- National Police Interdiction Efforts (2000–2008 cost: $153 million)
- Infrastructure Security Strategy (2000–2008 cost: $115 million)
- This program secures part of the Cano Limon-Covenas Pipeline, benefiting international oil company Occidental Petroleum. Its air component has 2 Sikorsky UH-60 and 8 Bell UH-1H (Huey II) helicopters. Its ground component includes U.S. Special Forces training and equipment for 1,600 Colombian Army soldiers.
- Army Ground Forces (2000–2008 cost: $104 million)
- Joint Task Force Omega
- Counternarcotics Brigade
- Joint Special Forces Command
- It was established to pursue wanted individuals and rescue hostages. The U.S. provided training, weapons, ammunition, and a base near Bogotá. It has about 2,000 soldiers.
- Police Presence in Conflict Zones (2000–2008 cost: $92 million)
- This program aims to establish government presence in all Colombian municipalities. Fifteen percent of Colombian municipalities had no police presence in 2002. Today all municipalities are covered, but in many of them government presence is limited to a small number of policemen. The program organized 68 squadrons of Carabineros, of 120 policemen each. The U.S. Department of State provides training, weapons, ammunition, night-vision goggles, and other equipment.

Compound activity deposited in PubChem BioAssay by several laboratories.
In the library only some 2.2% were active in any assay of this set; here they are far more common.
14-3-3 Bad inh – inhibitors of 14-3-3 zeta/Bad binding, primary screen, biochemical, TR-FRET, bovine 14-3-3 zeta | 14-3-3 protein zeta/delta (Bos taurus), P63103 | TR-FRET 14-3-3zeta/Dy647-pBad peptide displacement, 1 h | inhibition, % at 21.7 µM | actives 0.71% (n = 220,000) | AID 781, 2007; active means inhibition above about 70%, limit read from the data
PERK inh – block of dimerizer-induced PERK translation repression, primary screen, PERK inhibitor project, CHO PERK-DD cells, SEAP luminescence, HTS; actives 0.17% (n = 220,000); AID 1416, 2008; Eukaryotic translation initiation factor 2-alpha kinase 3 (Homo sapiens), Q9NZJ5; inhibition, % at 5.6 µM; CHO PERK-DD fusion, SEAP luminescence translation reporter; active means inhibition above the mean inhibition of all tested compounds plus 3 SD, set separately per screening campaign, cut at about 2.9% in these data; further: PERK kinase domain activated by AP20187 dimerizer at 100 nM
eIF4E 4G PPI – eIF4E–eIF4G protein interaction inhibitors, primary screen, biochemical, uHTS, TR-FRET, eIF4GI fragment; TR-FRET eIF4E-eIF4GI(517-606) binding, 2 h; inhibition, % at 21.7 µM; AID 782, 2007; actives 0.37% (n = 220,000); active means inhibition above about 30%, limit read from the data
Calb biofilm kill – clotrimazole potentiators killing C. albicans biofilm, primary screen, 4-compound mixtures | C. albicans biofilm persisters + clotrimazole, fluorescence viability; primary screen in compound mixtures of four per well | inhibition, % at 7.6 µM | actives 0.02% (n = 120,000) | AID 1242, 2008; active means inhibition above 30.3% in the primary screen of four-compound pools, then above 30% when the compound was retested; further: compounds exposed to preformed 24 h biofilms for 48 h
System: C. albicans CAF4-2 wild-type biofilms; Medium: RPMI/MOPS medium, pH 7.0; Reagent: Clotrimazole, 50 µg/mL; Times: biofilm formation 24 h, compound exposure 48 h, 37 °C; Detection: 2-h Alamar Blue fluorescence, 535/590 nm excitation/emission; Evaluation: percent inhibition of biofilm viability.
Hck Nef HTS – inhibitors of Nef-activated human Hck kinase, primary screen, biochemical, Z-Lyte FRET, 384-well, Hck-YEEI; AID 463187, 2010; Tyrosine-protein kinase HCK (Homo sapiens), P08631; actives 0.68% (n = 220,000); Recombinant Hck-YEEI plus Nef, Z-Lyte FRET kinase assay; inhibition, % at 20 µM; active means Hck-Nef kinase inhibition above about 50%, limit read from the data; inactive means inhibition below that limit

- Coastal and River Interdiction (2000–2008 cost: $89 million)
- This program gave the Colombian Navy and Marines water vessels and aircraft to patrol the country's coast and rivers. The Navy received 8 interceptor boats and 2 Cessna Grand Caravan transport planes. The Marines received 95 patrol boats. The U.S. also provided both services with weapons, fuel, communications gear, night-vision goggles, and other equipment.
- Air Interdiction (2000–2008 cost: $62 million)
- The U.S. State and Defense departments provided the Colombian Air Force with 7 surveillance planes and their maintenance support. The program also operates five radars inside Colombia, other radars outside the country, and airborne radars. The program is also known as the Air Bridge Denial Program.